Is this the house of God - or a marketplace?
HOW 130 CLAY JUGS ARE MADE, DESTROYED AND GLUED TOGETHER AGAIN IN OBERAMMERGAU
Barbara Lampe with her sons Benjamin and Tobias in front of her pottery workshop (photo: Maximilian Mayet)
71-year-old Barbara Lampe and her two sons Tobias and Benjamin work hand in hand to produce over 130 clay jugs for the Passion Play. These are broken on stage during the expulsion of the merchants by Jesus. The pottery in Oberammergau has been in her family for five generations. Only a few minutes' walk from the Passion Theatre, her grandfather Anton Lang, Jesus actor in the Passion Plays of 1900, 1910 and 1922, built her present workshop in 1903. There, Barbara Lampe tells us how her father first made clay jugs for the Passion Play in 1960. A lot has happened since then. In 1990, Barbara Lampe still made every single jug on the turntable.
By now, the jugs are produced with the help of a negative mould. The self-construction is a metal-reinforced plaster mould, which is lined with clay, which is obtained from the Westerwald. One half weighs over 150 kg and so Barbara Lampe is glad that her sons have taken over most of the sweaty work. After the two halves have been lined with clay, they are brought together, plastered and given the handles. Then they have to dry for two to three weeks before they are fired in the oven at over 1000 degrees. The finished clay jug weighs 25 to 30 kilograms.
Here the plaster mould is lined with clay (photo: Maximilian Mayet).
Once the two halves of the plaster mould have been lined, they are brought together (photo: Maximilian Mayet)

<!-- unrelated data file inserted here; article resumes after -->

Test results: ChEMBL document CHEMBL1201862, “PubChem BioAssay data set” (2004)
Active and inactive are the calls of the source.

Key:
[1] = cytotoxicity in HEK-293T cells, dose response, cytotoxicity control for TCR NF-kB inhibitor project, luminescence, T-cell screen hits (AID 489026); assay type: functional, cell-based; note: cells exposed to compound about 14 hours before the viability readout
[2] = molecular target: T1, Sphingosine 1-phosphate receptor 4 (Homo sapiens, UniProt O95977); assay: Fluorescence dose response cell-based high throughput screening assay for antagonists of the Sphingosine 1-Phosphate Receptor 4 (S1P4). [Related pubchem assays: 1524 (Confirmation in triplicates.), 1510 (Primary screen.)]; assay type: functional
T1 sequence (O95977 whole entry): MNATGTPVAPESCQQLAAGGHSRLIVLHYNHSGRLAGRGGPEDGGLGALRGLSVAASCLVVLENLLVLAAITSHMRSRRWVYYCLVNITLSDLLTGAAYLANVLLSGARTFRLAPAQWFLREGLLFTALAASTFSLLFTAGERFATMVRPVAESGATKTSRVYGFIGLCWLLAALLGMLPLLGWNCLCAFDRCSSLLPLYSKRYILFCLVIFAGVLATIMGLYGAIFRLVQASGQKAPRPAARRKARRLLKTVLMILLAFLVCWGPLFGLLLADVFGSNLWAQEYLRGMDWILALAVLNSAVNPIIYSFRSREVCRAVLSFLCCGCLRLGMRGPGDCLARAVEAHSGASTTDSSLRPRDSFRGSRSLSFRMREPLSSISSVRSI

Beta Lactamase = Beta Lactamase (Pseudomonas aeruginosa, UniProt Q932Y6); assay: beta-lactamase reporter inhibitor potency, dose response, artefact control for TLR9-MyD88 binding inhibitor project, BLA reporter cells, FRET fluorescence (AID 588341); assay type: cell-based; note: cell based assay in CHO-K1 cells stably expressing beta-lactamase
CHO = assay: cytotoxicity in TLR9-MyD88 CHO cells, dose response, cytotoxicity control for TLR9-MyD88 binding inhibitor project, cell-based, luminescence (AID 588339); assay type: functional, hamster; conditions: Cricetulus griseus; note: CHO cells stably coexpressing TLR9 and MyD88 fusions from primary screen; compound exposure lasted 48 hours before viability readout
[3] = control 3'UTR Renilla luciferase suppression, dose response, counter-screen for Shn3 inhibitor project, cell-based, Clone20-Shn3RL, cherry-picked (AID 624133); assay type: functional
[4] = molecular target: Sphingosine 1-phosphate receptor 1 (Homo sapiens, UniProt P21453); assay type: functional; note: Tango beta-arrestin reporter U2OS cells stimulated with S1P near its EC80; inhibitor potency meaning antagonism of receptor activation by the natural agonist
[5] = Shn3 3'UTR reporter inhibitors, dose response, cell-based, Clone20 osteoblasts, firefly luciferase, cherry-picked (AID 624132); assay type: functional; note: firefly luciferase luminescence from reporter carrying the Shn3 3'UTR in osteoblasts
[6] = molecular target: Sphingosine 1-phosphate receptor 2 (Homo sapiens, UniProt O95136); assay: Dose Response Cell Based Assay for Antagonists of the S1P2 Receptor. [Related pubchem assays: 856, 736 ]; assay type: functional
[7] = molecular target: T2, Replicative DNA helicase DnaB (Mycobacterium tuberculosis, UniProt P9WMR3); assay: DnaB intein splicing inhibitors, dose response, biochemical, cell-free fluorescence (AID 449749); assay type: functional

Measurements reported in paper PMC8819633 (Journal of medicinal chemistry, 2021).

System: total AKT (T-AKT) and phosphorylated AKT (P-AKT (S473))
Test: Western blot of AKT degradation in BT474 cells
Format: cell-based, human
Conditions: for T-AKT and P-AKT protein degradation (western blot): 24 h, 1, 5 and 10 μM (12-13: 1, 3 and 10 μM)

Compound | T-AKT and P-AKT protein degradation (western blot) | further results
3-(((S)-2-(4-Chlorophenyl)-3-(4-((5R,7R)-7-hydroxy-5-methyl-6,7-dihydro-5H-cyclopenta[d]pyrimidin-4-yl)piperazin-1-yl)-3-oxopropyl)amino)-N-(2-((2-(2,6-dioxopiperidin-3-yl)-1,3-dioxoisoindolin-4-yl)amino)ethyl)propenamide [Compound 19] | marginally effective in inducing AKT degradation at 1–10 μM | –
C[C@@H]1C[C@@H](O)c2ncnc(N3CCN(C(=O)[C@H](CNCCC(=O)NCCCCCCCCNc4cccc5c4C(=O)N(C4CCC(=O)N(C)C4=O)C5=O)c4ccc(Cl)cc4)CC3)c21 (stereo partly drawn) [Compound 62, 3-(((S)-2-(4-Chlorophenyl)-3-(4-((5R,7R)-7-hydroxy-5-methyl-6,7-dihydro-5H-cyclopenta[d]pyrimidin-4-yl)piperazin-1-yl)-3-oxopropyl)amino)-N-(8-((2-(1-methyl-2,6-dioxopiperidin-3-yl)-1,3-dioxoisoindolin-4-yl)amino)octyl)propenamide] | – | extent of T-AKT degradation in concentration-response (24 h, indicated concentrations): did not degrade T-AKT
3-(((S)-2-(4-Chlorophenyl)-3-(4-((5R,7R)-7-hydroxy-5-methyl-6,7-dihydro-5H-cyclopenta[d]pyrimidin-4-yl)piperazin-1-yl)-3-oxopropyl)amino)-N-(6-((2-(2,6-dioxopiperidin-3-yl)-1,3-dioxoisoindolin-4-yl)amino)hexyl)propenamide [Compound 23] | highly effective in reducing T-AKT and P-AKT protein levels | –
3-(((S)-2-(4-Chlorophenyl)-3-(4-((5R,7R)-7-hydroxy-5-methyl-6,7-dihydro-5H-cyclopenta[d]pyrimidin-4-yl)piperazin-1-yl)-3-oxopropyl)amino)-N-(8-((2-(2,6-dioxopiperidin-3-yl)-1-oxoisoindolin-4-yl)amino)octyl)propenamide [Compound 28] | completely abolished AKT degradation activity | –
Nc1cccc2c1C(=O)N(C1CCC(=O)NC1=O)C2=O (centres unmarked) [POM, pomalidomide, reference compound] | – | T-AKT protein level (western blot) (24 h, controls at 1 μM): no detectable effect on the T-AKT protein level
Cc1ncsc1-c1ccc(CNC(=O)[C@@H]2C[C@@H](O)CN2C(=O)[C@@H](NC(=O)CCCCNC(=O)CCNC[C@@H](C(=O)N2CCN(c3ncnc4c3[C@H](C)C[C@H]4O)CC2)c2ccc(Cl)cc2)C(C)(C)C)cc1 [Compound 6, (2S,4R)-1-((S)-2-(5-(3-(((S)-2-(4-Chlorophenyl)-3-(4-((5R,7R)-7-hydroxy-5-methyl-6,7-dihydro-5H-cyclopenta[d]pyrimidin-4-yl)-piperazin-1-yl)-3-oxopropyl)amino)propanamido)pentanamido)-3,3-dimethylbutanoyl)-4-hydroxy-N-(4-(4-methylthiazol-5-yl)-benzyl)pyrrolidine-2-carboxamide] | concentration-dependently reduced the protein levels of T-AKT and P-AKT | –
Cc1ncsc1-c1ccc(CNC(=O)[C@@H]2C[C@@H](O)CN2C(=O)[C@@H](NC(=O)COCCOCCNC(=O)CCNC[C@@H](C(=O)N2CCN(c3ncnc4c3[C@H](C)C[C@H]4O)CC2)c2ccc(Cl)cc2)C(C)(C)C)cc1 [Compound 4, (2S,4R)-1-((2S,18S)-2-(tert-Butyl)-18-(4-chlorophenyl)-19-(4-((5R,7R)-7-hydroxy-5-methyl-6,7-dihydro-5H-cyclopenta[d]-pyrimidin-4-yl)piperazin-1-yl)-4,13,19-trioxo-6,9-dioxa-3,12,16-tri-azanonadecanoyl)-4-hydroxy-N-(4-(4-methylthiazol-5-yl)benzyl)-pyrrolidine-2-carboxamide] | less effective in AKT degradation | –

Then the handles are attached before the jug has to dry and is fired in the oven (photo: Maximilian Mayet)
The finished clay jugs in the Passion Play Theatre (photo: Franziska Zankl)
Barbara Lampe thinks it is nice to be part of this project and that everyone is pulling together. By postponing the Passion Play for two years, Barbara Lampe now has a special treat: Since she will soon be retiring, the clay jugs are now being completed. This will give her more time to rehearse in 2022. Benjamin, one of her sons, also benefits from the postponement. He is from Oberammergau, but since he had not lived in the village for the last four years, he was not eligible to play in 2020. The regulations stipulate that only people from Oberammergau or people who have lived there for 20 years are entitled to participate. Additionally, one must be registered in Oberammergau two years before the Passion Play takes place. In 2022 he fulfills the regulations and is therefore eligible to participate.
Expulsion of the merchants from the temple (photo: Arno Declair, 2010)
Glued jug from 2010 (photo: Frederik Mayet)
After Jesus broke the jugs when he drove the merchants out of the temple, the merchants glue them back together again in laborious small work. The amount of work depends on how hard the Jesus actor throws the jug. Josef Feichtner will be on stage as one of the merchants, as he was in 2010. "If we were lucky, it was less than 10 pieces, and if we were unlucky, the jug was completely disassembled." As an aid, lines of red chalk have been painted inside the jug so that the position of the shards can be determined more easily. Several hours of work in the merchants' dressing room are necessary to glue the jugs back together. Then they are signed by main and supporting actors and then auctioned off. Many actors have such a jug as a souvenir at home. The proceeds are used to organize a big village festival, but they also benefit social projects.
Text: Maximilian Mayet, Jenny Greza
Photos: Maximilian Mayet, Franziska Zankl, Arno Declair, Frederik Mayet